The art exhibition, which once tended to be a nondescript vehicle or frame for displaying artworks – one that was only minimally defined by the person who made it, whether dealer or art custodian – has moved in a direction where it can now be, increasingly, also an independent display item in itself, a specific authored whole that tells its own story. As such, it can have very distinctive features. If we consider large curatorial group exhibitions, they are very ambitiously conceived total projects in which the artworks too – or even, primarily – are simply pieces of a bigger picture, the particles of a broader iconographic programme that, if it is especially successful, will then be repeated (in new adaptations, of course). Also with such events, their “eventness” is greatly intensified. From what was once a relatively static event where the thing that “happened” to the viewer was mainly the artworks, the exhibition has become a chain of actual events, which “happen” not only in the exhibition itself – with works that are interactive, with performances, cabarets, actions, whole interiors, video and audio recordings, etc. – but also in an entire palette of events accompanying the exhibition, with symposia, lectures, presentations, “club nights”, etc.
In relation to such exhibitions, the curator acts in the role of author, though he is only rarely recognized and assessed as such. For a clearer picture of what this specifically designed authorship is like and where it leads, given an event with such high potential, we will attempt to answer the questions: How, and in what ways, does the curator move into art and conceptualize himself as an artist? How does he then coordinate his role with that of the artist? How does he maintain the image of the artist’s autonomy and freedom while at the same time making the exhibition be exactly what he wants it to be? Why is his coercion so little seen, if it is seen at all? And moving toward an answer, how does he avoid the concretization of his authorship in the area of selecting, prescribing, and loudly demonstrating his power over the artist, even as he ensures that such concretization takes place more meaningfully on other levels, for example, by elevating the status of the curatorial medium and reshaping art history in suitable ways?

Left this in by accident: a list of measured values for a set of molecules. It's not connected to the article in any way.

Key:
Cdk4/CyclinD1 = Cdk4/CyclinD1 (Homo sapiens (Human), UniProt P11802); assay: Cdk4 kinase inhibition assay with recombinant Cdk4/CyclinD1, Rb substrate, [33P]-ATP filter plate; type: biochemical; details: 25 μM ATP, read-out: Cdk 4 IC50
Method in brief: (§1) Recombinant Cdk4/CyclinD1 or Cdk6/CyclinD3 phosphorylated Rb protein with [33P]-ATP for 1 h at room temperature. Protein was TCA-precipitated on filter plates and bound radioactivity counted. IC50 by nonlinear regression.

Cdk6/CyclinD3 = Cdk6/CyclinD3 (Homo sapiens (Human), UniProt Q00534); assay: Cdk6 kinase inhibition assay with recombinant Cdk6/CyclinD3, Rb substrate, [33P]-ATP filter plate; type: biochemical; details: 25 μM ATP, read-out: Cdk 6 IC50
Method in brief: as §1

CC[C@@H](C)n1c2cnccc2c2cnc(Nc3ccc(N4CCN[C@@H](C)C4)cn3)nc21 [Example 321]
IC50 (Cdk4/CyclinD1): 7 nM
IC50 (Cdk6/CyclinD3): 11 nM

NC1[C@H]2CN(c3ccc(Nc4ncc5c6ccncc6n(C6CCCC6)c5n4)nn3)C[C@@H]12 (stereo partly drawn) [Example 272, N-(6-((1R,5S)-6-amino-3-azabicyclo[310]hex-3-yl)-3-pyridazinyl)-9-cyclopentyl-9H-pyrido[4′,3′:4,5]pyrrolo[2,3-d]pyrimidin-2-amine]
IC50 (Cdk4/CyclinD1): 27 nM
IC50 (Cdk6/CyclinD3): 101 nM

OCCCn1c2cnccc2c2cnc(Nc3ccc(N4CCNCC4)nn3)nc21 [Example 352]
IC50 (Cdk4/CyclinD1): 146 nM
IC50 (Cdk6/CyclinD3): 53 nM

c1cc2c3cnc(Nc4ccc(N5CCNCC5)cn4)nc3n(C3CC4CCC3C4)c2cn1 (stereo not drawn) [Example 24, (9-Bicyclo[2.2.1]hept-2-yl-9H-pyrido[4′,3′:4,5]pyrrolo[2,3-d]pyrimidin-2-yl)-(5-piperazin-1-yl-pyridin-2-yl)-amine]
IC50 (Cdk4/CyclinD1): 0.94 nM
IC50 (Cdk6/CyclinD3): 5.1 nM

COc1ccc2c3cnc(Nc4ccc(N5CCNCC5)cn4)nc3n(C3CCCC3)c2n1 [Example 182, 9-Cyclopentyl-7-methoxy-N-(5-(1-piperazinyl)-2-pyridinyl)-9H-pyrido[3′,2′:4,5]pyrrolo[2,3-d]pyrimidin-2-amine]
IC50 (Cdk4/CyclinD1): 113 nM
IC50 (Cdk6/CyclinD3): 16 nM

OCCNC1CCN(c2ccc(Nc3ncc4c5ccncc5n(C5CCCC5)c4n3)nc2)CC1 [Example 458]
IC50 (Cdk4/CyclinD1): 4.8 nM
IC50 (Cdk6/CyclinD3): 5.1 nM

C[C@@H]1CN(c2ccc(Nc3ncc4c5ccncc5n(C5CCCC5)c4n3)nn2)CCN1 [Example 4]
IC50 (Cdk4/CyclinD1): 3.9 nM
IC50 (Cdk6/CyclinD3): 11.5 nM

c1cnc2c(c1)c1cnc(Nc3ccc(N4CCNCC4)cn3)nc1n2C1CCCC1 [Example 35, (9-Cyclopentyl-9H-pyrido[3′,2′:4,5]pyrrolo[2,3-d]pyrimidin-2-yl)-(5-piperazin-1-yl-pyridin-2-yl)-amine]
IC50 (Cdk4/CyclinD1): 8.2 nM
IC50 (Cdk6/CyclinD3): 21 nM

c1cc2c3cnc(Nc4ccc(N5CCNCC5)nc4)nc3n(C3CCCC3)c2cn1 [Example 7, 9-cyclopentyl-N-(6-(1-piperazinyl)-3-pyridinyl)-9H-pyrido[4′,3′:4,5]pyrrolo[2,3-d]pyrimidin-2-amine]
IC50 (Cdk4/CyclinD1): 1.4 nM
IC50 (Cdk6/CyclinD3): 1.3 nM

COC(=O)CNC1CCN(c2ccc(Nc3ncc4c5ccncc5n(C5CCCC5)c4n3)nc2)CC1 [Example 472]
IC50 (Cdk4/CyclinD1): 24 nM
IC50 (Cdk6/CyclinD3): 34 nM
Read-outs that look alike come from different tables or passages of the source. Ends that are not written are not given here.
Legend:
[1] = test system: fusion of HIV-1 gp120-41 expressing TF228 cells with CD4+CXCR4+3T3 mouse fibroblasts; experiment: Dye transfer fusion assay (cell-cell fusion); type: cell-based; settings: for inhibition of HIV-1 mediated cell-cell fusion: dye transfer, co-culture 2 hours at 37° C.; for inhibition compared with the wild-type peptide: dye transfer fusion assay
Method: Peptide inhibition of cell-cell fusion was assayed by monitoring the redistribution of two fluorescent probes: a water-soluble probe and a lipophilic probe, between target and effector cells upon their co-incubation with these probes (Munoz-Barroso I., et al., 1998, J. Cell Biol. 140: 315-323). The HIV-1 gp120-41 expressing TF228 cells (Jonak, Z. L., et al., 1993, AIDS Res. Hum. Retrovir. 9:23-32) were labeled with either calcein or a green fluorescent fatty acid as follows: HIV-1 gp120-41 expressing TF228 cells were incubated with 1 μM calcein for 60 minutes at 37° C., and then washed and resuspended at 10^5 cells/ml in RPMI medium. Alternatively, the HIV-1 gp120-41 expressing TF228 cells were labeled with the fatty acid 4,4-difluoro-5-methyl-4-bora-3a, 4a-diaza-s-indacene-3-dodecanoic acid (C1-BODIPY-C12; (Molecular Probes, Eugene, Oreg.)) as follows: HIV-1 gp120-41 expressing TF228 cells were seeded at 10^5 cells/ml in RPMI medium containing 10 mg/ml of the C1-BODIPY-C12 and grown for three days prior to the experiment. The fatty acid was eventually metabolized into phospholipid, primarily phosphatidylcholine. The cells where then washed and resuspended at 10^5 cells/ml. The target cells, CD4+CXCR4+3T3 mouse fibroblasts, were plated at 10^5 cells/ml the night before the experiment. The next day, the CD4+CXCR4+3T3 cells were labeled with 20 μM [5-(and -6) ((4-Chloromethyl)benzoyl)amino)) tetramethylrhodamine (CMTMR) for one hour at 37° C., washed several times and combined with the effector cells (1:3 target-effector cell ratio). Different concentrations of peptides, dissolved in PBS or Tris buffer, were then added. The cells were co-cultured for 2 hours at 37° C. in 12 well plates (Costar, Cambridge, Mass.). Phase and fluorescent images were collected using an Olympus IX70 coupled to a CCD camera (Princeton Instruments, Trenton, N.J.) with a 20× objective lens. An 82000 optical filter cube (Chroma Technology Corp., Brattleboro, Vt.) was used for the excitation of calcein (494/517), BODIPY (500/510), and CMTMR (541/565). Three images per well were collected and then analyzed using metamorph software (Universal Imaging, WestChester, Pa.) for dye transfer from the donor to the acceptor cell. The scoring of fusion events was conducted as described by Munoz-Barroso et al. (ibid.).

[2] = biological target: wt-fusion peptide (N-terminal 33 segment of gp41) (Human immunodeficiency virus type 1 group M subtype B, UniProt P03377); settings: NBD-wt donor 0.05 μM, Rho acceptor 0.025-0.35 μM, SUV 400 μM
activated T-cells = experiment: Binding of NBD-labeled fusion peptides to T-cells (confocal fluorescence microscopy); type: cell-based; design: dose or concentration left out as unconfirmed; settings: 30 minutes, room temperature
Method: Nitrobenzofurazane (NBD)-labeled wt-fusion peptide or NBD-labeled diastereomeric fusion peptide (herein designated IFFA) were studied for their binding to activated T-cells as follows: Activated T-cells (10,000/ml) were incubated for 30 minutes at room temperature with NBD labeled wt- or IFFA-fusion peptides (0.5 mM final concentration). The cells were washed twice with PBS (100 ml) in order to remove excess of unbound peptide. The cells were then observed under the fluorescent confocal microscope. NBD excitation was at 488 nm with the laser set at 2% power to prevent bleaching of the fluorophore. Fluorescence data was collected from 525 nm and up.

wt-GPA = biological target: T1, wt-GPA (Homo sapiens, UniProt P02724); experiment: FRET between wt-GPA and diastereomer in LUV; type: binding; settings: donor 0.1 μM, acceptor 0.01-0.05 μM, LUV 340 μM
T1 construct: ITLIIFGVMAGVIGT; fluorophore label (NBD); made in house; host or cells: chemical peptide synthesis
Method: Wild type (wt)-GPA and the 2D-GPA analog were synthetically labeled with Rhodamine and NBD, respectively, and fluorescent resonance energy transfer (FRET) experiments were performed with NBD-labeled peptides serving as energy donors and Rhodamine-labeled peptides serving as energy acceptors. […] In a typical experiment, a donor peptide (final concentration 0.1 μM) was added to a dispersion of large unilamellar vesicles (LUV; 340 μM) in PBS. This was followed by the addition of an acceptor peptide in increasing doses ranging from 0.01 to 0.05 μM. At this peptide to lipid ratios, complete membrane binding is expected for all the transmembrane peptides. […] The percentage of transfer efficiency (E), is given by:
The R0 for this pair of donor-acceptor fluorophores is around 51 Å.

Beti Žerovc graduated in 1997 and received her master’s and doctoral degrees, in 2001 and 2007, respectively, from the Department of Art History at the Faculty of Arts, University of Ljubljana. She is currently a researcher in the programme group Slovene Art and the Art of Central Europe and the Adriatic at the Faculty of Arts. She works with various institutions (the Moderna galerija/Museum of Modern Art, Ljubljana, the National Gallery of Slovenia, the Academy of Fine Arts and Design, Art Words, etc.) as a consultant, lecturer and editor, mainly in the areas of late-19th-century and contemporary art. She is the author of the books Rihard Jakopič – Artist and Strategist (cf*, 2002) and The Curator and Contemporary Art: Conversations (Maska, 2008), both in Slovenian.
The Politics of Separation and the Aesthetics of Kinship: The artistwin deufert&plischke and the Method of Reformulation
Keywords: practice, reformulation, ghosts, participation, authorship, post-consensual, relationship, deufert&plischke